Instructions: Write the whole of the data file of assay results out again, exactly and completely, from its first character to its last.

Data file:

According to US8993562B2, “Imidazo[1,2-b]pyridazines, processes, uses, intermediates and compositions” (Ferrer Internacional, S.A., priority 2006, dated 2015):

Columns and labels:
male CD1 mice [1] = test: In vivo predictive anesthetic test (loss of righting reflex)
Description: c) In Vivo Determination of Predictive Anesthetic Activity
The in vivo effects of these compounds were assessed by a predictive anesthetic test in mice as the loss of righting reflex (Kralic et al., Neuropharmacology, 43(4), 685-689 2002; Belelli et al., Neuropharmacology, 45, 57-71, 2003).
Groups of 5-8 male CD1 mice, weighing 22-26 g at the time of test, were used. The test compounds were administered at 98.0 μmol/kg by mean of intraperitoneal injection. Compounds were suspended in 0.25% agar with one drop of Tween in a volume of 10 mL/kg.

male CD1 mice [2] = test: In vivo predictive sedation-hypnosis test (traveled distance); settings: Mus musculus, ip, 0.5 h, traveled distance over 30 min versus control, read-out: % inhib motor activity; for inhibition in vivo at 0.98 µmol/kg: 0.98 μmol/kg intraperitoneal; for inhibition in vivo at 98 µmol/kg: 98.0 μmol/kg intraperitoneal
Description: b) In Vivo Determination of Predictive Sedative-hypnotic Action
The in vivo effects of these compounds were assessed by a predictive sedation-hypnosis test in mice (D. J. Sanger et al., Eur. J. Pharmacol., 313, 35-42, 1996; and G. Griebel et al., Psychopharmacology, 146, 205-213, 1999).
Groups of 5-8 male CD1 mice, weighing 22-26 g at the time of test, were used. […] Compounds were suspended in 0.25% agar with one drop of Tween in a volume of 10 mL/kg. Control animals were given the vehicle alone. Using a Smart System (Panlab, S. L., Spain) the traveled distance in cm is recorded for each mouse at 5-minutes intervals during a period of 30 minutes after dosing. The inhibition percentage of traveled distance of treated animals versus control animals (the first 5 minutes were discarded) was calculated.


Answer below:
According to US8993562B2, “Imidazo[1,2-b]pyridazines, processes, uses, intermediates and compositions” (Ferrer Internacional, S.A., priority 2006, dated 2015):

Columns and labels:
male CD1 mice [1] = test: In vivo predictive anesthetic test (loss of righting reflex)
Description: c) In Vivo Determination of Predictive Anesthetic Activity
The in vivo effects of these compounds were assessed by a predictive anesthetic test in mice as the loss of righting reflex (Kralic et al., Neuropharmacology, 43(4), 685-689 2002; Belelli et al., Neuropharmacology, 45, 57-71, 2003).
Groups of 5-8 male CD1 mice, weighing 22-26 g at the time of test, were used. The test compounds were administered at 98.0 μmol/kg by mean of intraperitoneal injection. Compounds were suspended in 0.25% agar with one drop of Tween in a volume of 10 mL/kg.

male CD1 mice [2] = test: In vivo predictive sedation-hypnosis test (traveled distance); settings: Mus musculus, ip, 0.5 h, traveled distance over 30 min versus control, read-out: % inhib motor activity; for inhibition in vivo at 0.98 µmol/kg: 0.98 μmol/kg intraperitoneal; for inhibition in vivo at 98 µmol/kg: 98.0 μmol/kg intraperitoneal
Description: b) In Vivo Determination of Predictive Sedative-hypnotic Action
The in vivo effects of these compounds were assessed by a predictive sedation-hypnosis test in mice (D. J. Sanger et al., Eur. J. Pharmacol., 313, 35-42, 1996; and G. Griebel et al., Psychopharmacology, 146, 205-213, 1999).
Groups of 5-8 male CD1 mice, weighing 22-26 g at the time of test, were used. […] Compounds were suspended in 0.25% agar with one drop of Tween in a volume of 10 mL/kg. Control animals were given the vehicle alone. Using a Smart System (Panlab, S. L., Spain) the traveled distance in cm is recorded for each mouse at 5-minutes intervals during a period of 30 minutes after dosing. The inhibition percentage of traveled distance of treated animals versus control animals (the first 5 minutes were discarded) was calculated.